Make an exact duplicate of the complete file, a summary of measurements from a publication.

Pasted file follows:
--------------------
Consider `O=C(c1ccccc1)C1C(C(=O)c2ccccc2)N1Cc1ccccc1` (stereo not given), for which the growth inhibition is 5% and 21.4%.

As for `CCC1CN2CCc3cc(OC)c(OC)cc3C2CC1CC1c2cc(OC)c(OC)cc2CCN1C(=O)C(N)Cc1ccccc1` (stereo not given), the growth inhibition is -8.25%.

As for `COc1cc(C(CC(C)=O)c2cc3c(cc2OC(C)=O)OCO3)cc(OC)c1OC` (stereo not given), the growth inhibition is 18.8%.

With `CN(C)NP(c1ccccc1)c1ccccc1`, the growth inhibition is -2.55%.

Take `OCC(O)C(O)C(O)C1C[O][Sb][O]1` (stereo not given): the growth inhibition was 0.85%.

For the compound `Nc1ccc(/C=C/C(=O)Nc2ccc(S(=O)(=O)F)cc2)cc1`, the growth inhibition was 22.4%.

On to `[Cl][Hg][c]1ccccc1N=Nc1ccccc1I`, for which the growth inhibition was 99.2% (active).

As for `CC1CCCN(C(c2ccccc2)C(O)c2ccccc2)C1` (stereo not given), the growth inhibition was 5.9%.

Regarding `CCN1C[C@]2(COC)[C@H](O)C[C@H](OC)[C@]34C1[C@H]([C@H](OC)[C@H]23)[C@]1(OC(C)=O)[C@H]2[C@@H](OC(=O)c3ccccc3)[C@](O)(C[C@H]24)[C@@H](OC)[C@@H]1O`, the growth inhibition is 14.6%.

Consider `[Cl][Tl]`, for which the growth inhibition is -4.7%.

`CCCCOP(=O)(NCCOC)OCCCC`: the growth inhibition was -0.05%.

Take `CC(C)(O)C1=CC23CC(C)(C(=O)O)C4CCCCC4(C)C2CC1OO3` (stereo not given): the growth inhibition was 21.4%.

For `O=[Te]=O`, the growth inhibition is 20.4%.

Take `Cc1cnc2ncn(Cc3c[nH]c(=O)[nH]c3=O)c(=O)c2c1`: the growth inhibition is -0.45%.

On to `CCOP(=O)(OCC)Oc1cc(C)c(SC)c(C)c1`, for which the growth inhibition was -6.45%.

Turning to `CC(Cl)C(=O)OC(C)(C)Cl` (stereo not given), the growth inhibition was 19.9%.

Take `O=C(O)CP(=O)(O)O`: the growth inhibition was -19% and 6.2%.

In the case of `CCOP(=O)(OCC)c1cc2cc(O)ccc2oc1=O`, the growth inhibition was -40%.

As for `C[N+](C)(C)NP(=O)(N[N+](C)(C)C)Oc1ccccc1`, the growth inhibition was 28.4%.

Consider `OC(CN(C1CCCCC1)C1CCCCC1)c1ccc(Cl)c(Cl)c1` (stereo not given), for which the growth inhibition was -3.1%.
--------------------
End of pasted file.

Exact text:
Consider `O=C(c1ccccc1)C1C(C(=O)c2ccccc2)N1Cc1ccccc1` (stereo not given), for which the growth inhibition is 5% and 21.4%.

As for `CCC1CN2CCc3cc(OC)c(OC)cc3C2CC1CC1c2cc(OC)c(OC)cc2CCN1C(=O)C(N)Cc1ccccc1` (stereo not given), the growth inhibition is -8.25%.

As for `COc1cc(C(CC(C)=O)c2cc3c(cc2OC(C)=O)OCO3)cc(OC)c1OC` (stereo not given), the growth inhibition is 18.8%.

With `CN(C)NP(c1ccccc1)c1ccccc1`, the growth inhibition is -2.55%.

Take `OCC(O)C(O)C(O)C1C[O][Sb][O]1` (stereo not given): the growth inhibition was 0.85%.

For the compound `Nc1ccc(/C=C/C(=O)Nc2ccc(S(=O)(=O)F)cc2)cc1`, the growth inhibition was 22.4%.

On to `[Cl][Hg][c]1ccccc1N=Nc1ccccc1I`, for which the growth inhibition was 99.2% (active).

As for `CC1CCCN(C(c2ccccc2)C(O)c2ccccc2)C1` (stereo not given), the growth inhibition was 5.9%.

Regarding `CCN1C[C@]2(COC)[C@H](O)C[C@H](OC)[C@]34C1[C@H]([C@H](OC)[C@H]23)[C@]1(OC(C)=O)[C@H]2[C@@H](OC(=O)c3ccccc3)[C@](O)(C[C@H]24)[C@@H](OC)[C@@H]1O`, the growth inhibition is 14.6%.

Consider `[Cl][Tl]`, for which the growth inhibition is -4.7%.

`CCCCOP(=O)(NCCOC)OCCCC`: the growth inhibition was -0.05%.

Take `CC(C)(O)C1=CC23CC(C)(C(=O)O)C4CCCCC4(C)C2CC1OO3` (stereo not given): the growth inhibition was 21.4%.

For `O=[Te]=O`, the growth inhibition is 20.4%.

Take `Cc1cnc2ncn(Cc3c[nH]c(=O)[nH]c3=O)c(=O)c2c1`: the growth inhibition is -0.45%.

On to `CCOP(=O)(OCC)Oc1cc(C)c(SC)c(C)c1`, for which the growth inhibition was -6.45%.

Turning to `CC(Cl)C(=O)OC(C)(C)Cl` (stereo not given), the growth inhibition was 19.9%.

Take `O=C(O)CP(=O)(O)O`: the growth inhibition was -19% and 6.2%.

In the case of `CCOP(=O)(OCC)c1cc2cc(O)ccc2oc1=O`, the growth inhibition was -40%.

As for `C[N+](C)(C)NP(=O)(N[N+](C)(C)C)Oc1ccccc1`, the growth inhibition was 28.4%.

Consider `OC(CN(C1CCCCC1)C1CCCCC1)c1ccc(Cl)c(Cl)c1` (stereo not given), for which the growth inhibition was -3.1%.